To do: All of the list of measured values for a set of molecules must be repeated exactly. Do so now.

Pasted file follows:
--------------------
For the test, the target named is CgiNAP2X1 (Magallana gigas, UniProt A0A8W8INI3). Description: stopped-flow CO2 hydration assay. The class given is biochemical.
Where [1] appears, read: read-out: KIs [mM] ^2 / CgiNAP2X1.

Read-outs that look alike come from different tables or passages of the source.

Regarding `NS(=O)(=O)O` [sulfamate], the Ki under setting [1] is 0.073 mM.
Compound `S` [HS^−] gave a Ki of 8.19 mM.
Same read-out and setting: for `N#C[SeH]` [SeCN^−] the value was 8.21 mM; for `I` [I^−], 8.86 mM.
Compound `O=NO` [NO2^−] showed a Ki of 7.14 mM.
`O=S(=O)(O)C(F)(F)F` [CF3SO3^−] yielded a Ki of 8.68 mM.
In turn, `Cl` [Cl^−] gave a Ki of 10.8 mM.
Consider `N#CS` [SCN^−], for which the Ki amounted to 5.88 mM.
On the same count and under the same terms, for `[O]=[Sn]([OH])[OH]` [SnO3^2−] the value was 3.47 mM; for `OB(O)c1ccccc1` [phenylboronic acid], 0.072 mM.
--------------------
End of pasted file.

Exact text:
For the test, the target named is CgiNAP2X1 (Magallana gigas, UniProt A0A8W8INI3). Description: stopped-flow CO2 hydration assay. The class given is biochemical.
Where [1] appears, read: read-out: KIs [mM] ^2 / CgiNAP2X1.

Read-outs that look alike come from different tables or passages of the source.

Regarding `NS(=O)(=O)O` [sulfamate], the Ki under setting [1] is 0.073 mM.
Compound `S` [HS^−] gave a Ki of 8.19 mM.
Same read-out and setting: for `N#C[SeH]` [SeCN^−] the value was 8.21 mM; for `I` [I^−], 8.86 mM.
Compound `O=NO` [NO2^−] showed a Ki of 7.14 mM.
`O=S(=O)(O)C(F)(F)F` [CF3SO3^−] yielded a Ki of 8.68 mM.
In turn, `Cl` [Cl^−] gave a Ki of 10.8 mM.
Consider `N#CS` [SCN^−], for which the Ki amounted to 5.88 mM.
On the same count and under the same terms, for `[O]=[Sn]([OH])[OH]` [SnO3^2−] the value was 3.47 mM; for `OB(O)c1ccccc1` [phenylboronic acid], 0.072 mM.